Art Projects for Kids

[ 0 ] September 26, 2008 |

The Art of Teaching Art to ChildrenMy friend Wendy and I ran an art club for kindergarten kids at the Vartan Gregorian Elementary School last year. Since art is a passion for both of us and we both have young children, it made sense for us to combine the two. We created a curriculum inspired by the book The Art of Teaching Art to Children: In School and at Home by Nancy Beal and Gloria Bley Miller. For two six-week sessions, we gathered twelve kids each week for just over an hour to explore a variety of mediums such as clay, collage, and weaving.

Oftentimes young kids (age 5-6) enjoy the creative process itself or become more fascinated with the materials themselves than the finished piece, so we planned a different project each week that introduced the kids to a variety of materials and techniques (many recycled) – all based around a central theme. We created a space and format that is familiar to them yet also exposed them to new things and time to explore their creativity.

The theme of our program was Creatures and their Habitat (animals, bugs, and spiders are a popular subject with kids), and each week we read a story related to the project or material of the day to set the mood. We focused on using recycled materials and thanks to the Recycling Center for Rhode Island Education (a fabulous source for discarded supplies, parts, and odds ’n ends from local businesses), we were able to purchase most of our materials at bargain prices and keep unused stuff out of our landfills. Many schools and nonprofits may already be a member of the RRIE, but individuals can also purchase individual memberships for only $60–well worth it if you like to make projects, like our planet, and want to help keep this place in business. We purchased other supplies like glue and scissors at Michaels Craft Store.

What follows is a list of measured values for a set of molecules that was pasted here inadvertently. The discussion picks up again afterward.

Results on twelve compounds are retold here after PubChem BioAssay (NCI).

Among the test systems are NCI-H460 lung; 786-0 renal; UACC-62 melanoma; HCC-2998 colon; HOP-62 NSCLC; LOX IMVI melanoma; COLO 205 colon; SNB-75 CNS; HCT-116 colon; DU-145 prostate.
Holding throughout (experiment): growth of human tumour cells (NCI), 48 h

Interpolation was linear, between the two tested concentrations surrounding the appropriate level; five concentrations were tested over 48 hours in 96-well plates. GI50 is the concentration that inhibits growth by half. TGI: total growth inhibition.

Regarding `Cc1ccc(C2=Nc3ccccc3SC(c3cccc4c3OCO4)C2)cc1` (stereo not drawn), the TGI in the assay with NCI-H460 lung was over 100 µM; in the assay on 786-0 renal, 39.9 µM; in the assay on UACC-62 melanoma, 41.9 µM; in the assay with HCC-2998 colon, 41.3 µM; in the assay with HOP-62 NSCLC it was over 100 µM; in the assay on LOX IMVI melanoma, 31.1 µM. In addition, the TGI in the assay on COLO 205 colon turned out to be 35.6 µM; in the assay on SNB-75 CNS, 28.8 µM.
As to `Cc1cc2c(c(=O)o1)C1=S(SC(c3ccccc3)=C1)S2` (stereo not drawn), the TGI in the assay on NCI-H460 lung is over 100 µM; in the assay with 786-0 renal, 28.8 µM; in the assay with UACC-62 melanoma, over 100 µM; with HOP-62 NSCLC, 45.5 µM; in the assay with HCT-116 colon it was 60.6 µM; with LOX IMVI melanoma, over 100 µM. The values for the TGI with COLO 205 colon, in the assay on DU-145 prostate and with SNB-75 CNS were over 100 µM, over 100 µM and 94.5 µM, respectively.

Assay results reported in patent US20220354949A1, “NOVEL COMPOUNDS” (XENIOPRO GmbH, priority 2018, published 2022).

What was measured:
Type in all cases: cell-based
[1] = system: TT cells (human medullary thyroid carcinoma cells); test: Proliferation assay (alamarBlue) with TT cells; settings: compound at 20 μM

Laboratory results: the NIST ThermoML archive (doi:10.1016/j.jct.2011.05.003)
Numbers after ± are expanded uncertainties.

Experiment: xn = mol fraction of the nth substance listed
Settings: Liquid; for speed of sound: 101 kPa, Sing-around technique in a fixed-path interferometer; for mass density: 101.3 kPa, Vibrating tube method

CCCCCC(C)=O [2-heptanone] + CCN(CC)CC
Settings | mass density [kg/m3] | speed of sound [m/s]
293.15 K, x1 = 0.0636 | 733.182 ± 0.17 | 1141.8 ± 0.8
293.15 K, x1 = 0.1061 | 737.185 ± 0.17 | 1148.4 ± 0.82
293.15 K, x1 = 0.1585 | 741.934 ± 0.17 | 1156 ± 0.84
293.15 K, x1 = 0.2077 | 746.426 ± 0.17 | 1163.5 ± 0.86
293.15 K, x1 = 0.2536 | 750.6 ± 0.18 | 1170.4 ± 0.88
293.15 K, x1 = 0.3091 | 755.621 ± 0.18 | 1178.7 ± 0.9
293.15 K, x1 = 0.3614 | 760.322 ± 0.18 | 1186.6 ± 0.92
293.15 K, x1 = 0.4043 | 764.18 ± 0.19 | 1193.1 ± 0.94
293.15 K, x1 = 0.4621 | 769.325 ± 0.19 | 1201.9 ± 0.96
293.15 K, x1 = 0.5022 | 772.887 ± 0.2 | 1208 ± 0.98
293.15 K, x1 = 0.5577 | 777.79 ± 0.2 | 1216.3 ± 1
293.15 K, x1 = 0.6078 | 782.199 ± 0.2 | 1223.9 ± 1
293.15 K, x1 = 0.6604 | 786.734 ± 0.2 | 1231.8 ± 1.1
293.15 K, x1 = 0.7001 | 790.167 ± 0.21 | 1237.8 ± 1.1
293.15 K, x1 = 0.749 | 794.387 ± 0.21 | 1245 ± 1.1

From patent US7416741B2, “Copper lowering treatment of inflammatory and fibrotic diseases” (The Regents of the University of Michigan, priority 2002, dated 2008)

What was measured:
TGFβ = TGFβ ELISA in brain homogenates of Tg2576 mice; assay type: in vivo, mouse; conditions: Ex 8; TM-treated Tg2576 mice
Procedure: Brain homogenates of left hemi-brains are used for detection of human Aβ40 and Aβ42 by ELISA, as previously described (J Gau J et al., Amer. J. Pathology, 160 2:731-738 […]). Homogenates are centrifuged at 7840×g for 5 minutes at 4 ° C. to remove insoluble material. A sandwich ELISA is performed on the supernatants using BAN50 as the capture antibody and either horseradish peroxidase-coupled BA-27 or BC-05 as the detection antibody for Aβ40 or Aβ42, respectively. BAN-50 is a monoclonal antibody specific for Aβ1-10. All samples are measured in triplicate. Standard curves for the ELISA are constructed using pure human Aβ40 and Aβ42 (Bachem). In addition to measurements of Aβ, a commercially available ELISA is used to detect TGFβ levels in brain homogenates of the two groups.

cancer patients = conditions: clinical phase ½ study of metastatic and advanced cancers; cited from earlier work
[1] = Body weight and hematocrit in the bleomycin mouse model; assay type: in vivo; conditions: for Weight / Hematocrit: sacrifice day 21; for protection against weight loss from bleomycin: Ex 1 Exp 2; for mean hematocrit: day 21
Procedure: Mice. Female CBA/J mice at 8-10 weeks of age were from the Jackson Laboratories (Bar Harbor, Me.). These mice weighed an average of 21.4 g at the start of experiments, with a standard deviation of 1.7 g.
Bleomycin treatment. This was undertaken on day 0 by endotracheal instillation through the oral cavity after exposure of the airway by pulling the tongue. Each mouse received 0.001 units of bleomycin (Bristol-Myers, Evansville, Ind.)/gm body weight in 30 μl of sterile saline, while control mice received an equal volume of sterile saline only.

Many of the following projects can be easily done at home.

Me and My Pet (made up) on kid o infoMe and my pet cat on kid o info

Me and My Pet: Getting to know ourselves and learning to collage
Materials: Cardboard and scraps of fabric, tacky glue
Books: The Mixed-Up Chameleon by Eric Carle and I Want a Pet by Lauren Child

homemade stamps on kid o infoJungle Collage  on kid o info

Crazy Creatures in the Jungle: Exploring Pattern and Textures
Materials: Handmade stamps made from wood and sticky back foam, tempera paint, and textured fabrics collaged for animals.
Books: The Great Kapok Tree: A Tale of the Amazon Rain Forest by Lynne Cherry and Jungle Drums by Graeme Base

Bugs on kid o infoBugs and Spiders

Bugs: Make a mini sculpture
Materials: Popsicle sticks, pipe cleaners, sequins, and construction paper.
Book: I Love Bugs! by Philemon Sturges and illustrated by Shari Halpern

Spiders and their web: Learning to weave
Materials: Foam board (sticks can also be used) secured at center (where they intersect) with wire. Use yarn or rope to weave a web. Cut magazine strips for spiders. (I wish the photo was better.)
Book: The Very Busy Spider by Eric Carle and Diary of a Spider by Doreen Cronin and illustrated by Harry Bliss

More about the Recycling for RI Education (RRIE):
Location: Spooner Street at 95 Hathaway Center – Suite 3, Providence, RI. South of Roger Williams Park Zoo.
Phone: 401-781-1521
Memberships are available for individuals and groups
Businesses can donate unused products, scraps, and materials
– Find more great project ideas on their website

Category: activities: indoor, books / stories, crafts


Anisa Raoof

about the author ()

Anisa Raoof is the publisher of Kidoinfo.com. She combines being a mom with her experience as an artist, designer, psych researcher and former co-director of the Providence Craft Show to create the go-to spot for families in Rhode Island and beyond. She loves using social media to connect parents with family-related businesses and services and promoting ways for parents to engage offline with their kids. Anisa believes in the power of working together and loves to find ways to collaborate with others. An online enthusiast, still likes to unplug often by reading books and magazines, drawing, learning to knit, making pop-up books with her two sons and listening to records with her husband.

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